JEFFERSON CITY, Mo. - Missouri could become only the third state requiring women to wait 72 hours to have an abortion under legislation passed Wednesday night.
Following a tense debate, the state House voted 111-39 to send House Bill 1307 the abortion measure to Gov. Jay Nixon. Lawmakers ensured the passage of the legislation earlier this week when Senate Democrats cut a deal with Republicans to stop filibustering the bill in exchange for stopping other controversial bills.
The bill requires women to wait 72 hours between their initial appointment with the physician who will perform the abortion and the procedure itself. Missouri currently only has one clinic that performs abortions, located in St. Louis. That means a woman from Springfield, for example, wanting an abortion in Missouri would have to require spend at least three days in St. Louis or take two trips back and forth to the city.
If the measure becomes law, Missouri would join South Dakota and Utah as the only states with a 72-hour waiting period.
Republican Rep. Kevin Elmer sponsored the legislation and said that while opponents were defending the rights of the mother, he was defending the rights of the unborn.
Part of the debate focused on the lack of an exemption for rape and incest in the legislation. Elmer invoked God in defending the absence of an exemption.
"This is a tragic occurrence — rape, incest — and there's a pregnancy that occurs from it. And I would never say, oh, that's a great situation," Elmer said. "But this is what gets down to the heart of it. The crux of it is for me when does life begin, and how do you value it? For me, even though that tragic situation may occur, I still believe that God is at work in this world and that he'll let bad things happen and he doesn't cause it."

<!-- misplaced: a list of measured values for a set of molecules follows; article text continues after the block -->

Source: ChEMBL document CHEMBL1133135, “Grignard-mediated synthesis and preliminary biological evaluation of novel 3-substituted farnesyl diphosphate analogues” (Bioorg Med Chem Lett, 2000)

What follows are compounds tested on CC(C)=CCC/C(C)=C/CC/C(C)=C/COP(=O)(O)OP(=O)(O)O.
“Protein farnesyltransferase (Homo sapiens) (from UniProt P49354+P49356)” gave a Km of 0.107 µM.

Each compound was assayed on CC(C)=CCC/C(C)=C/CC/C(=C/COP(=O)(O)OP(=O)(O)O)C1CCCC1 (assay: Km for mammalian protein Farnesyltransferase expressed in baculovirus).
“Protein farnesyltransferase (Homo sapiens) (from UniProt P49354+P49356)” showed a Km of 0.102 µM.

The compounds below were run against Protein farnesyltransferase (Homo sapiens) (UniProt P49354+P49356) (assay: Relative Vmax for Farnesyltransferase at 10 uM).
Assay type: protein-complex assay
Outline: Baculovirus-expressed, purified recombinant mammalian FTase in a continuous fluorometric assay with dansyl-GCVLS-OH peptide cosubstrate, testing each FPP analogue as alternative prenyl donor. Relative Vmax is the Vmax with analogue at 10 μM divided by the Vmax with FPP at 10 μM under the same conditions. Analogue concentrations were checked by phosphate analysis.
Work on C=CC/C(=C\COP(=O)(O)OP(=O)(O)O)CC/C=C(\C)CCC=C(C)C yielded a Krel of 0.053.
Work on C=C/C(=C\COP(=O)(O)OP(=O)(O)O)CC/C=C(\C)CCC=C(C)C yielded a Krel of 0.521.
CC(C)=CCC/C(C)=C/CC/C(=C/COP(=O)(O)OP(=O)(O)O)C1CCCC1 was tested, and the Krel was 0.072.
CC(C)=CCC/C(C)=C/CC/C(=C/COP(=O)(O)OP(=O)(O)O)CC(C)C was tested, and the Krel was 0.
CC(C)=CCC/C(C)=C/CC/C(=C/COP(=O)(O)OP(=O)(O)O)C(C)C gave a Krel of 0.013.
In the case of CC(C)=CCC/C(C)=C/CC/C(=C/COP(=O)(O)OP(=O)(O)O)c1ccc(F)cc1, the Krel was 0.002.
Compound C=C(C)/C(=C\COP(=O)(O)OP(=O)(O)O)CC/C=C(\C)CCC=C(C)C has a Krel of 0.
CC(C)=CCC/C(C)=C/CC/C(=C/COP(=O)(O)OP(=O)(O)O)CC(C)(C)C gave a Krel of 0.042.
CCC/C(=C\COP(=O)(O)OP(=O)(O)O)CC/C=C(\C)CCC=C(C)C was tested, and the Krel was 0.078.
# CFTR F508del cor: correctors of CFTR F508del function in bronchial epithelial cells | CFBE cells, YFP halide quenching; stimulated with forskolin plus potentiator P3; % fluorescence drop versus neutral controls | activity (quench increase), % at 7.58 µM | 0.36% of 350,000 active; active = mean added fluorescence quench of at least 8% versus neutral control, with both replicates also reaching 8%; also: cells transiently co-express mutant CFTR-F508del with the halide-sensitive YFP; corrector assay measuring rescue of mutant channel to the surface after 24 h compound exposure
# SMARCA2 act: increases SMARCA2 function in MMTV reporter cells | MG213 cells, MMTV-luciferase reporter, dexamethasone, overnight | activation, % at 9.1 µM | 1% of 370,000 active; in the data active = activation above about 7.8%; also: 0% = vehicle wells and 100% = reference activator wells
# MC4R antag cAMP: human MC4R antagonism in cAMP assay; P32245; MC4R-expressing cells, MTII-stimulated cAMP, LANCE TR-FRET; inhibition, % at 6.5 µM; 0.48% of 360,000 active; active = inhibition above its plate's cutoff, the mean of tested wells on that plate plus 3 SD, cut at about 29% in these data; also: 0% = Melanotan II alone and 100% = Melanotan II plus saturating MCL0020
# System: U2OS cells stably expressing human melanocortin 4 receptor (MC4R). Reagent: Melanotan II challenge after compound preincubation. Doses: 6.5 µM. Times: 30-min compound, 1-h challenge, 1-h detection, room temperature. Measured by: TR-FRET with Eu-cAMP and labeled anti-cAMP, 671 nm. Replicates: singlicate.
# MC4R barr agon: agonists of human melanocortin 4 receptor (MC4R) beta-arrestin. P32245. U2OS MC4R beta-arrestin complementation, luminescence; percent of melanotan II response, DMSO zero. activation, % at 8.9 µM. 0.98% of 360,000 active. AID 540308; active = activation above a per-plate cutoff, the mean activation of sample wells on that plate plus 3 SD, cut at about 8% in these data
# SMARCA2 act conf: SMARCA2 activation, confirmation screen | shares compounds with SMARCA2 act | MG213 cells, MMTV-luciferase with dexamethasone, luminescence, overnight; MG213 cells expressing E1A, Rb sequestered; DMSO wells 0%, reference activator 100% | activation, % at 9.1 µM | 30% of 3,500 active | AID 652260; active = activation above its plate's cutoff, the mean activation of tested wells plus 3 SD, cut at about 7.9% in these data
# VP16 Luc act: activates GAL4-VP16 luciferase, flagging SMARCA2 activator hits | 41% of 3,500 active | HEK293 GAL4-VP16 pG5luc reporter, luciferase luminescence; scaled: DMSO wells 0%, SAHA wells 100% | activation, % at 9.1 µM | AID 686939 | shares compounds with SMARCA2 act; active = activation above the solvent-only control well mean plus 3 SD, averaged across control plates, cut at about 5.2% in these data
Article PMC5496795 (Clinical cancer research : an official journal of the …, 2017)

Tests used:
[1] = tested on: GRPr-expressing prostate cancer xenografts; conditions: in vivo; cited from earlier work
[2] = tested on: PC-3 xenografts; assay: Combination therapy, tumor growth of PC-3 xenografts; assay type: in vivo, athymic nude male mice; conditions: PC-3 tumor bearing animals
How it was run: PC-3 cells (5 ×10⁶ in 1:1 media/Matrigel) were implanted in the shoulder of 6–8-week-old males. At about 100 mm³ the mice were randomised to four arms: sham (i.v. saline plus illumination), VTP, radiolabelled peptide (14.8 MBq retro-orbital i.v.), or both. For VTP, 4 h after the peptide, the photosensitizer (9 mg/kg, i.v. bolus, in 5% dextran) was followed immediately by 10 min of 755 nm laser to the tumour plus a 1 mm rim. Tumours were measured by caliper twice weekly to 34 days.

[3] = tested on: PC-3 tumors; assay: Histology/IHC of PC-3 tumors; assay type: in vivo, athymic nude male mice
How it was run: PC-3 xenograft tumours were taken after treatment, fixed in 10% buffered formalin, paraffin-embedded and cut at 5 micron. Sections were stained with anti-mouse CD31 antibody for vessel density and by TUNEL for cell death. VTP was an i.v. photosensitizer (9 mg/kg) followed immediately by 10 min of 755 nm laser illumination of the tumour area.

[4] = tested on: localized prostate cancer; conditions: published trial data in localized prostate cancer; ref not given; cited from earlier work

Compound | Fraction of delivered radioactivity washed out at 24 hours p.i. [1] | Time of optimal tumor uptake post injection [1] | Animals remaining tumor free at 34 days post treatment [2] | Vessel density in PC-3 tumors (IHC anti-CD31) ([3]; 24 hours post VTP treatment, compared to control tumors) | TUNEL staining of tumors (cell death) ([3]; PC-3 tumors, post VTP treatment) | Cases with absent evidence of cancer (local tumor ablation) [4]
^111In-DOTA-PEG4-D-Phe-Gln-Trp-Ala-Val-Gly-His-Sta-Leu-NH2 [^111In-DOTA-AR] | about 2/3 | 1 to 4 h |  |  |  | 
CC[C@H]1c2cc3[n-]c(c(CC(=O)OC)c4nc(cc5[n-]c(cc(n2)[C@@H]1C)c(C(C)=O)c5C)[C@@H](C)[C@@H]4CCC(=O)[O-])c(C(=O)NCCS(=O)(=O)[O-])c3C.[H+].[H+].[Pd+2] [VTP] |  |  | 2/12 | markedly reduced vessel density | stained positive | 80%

Elmer said that life's sanctity should be protected because of that "at all costs."
Democratic Rep. Gina Mitten said extending the waiting period makes it difficult for women, particularly poor women, to obtain an abortion. Missouri currently only has one clinic that performs abortions, located in St. Louis.
The bill requires women to wait 72 hours between their initial appointment with the physician who will perform the abortion and the procedure itself. With only one clinic in the state, a woman from Springfield, for example, wanting an abortion in Missouri would have to require spend at least three days in St. Louis or take two trips back and forth to the city.
Democratic Rep. Judy Morgan said women already consult with family, friends and religious leaders before making the decision about whether to have an abortion. She said women do not take the decision lightly.
"Those of us who oppose this bill believe it's designed to demean and shame a woman in an effort to change her mind and places unnecessary hurdles on her decision to end a pregnancy," Morgan said.
Whether Nixon will sign or veto the bill is unclear. The governor has previously allowed multiple abortion-related bills to become law, but he has also vetoed legislation that would have allowed businesses to not offer contraception insurance coverage for religious or moral reasons.
At a press conference this week, Nixon said he would make a decision consistent with his prior actions.
"I've had pretty consistent positions on this. I think everyone knows, obviously, which way I lean on it," Nixon said.
The bill passed with a veto-proof majority in the House, but the vote was 22-9 in the Senate, one vote short of the two-thirds support needed.
The legislation that passed Wednesday is simpler than versions of the bill that were considered earlier this year. One version of the bill would have required women to view a video of abortion-related information that they are currently must receive in print. That provision was removed.
Missouri would be only the third state in the nation to adopt a 72-hour waiting period. South Dakota passed a 72-hour wait period in 2011, though it went into effect in 2013. Utah passed its 72-hour bill in 2012, and it went into effect that year.